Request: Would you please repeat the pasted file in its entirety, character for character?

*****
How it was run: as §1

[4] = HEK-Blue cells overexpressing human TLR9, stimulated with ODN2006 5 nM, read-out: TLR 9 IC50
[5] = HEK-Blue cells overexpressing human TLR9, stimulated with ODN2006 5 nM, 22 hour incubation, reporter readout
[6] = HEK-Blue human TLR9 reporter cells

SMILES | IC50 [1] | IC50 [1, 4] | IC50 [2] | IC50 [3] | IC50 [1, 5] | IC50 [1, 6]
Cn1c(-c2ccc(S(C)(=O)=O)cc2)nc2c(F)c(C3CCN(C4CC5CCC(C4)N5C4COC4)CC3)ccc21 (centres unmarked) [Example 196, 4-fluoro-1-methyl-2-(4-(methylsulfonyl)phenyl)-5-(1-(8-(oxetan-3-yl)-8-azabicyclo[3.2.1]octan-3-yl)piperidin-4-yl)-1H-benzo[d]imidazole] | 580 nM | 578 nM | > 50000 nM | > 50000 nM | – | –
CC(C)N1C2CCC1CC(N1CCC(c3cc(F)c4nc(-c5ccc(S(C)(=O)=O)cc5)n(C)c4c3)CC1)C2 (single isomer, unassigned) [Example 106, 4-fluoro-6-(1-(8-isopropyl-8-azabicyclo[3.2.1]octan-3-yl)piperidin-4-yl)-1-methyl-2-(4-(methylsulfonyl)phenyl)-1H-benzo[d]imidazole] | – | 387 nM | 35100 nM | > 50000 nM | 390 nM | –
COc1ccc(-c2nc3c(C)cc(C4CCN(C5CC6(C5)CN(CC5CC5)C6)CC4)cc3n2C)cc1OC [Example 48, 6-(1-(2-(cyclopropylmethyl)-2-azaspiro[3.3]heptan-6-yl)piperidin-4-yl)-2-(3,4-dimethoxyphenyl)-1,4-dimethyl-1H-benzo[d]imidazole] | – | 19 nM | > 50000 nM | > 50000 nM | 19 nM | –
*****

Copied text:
How it was run: as §1

[4] = HEK-Blue cells overexpressing human TLR9, stimulated with ODN2006 5 nM, read-out: TLR 9 IC50
[5] = HEK-Blue cells overexpressing human TLR9, stimulated with ODN2006 5 nM, 22 hour incubation, reporter readout
[6] = HEK-Blue human TLR9 reporter cells

SMILES | IC50 [1] | IC50 [1, 4] | IC50 [2] | IC50 [3] | IC50 [1, 5] | IC50 [1, 6]
Cn1c(-c2ccc(S(C)(=O)=O)cc2)nc2c(F)c(C3CCN(C4CC5CCC(C4)N5C4COC4)CC3)ccc21 (centres unmarked) [Example 196, 4-fluoro-1-methyl-2-(4-(methylsulfonyl)phenyl)-5-(1-(8-(oxetan-3-yl)-8-azabicyclo[3.2.1]octan-3-yl)piperidin-4-yl)-1H-benzo[d]imidazole] | 580 nM | 578 nM | > 50000 nM | > 50000 nM | – | –
CC(C)N1C2CCC1CC(N1CCC(c3cc(F)c4nc(-c5ccc(S(C)(=O)=O)cc5)n(C)c4c3)CC1)C2 (single isomer, unassigned) [Example 106, 4-fluoro-6-(1-(8-isopropyl-8-azabicyclo[3.2.1]octan-3-yl)piperidin-4-yl)-1-methyl-2-(4-(methylsulfonyl)phenyl)-1H-benzo[d]imidazole] | – | 387 nM | 35100 nM | > 50000 nM | 390 nM | –
COc1ccc(-c2nc3c(C)cc(C4CCN(C5CC6(C5)CN(CC5CC5)C6)CC4)cc3n2C)cc1OC [Example 48, 6-(1-(2-(cyclopropylmethyl)-2-azaspiro[3.3]heptan-6-yl)piperidin-4-yl)-2-(3,4-dimethoxyphenyl)-1,4-dimethyl-1H-benzo[d]imidazole] | – | 19 nM | > 50000 nM | > 50000 nM | 19 nM | –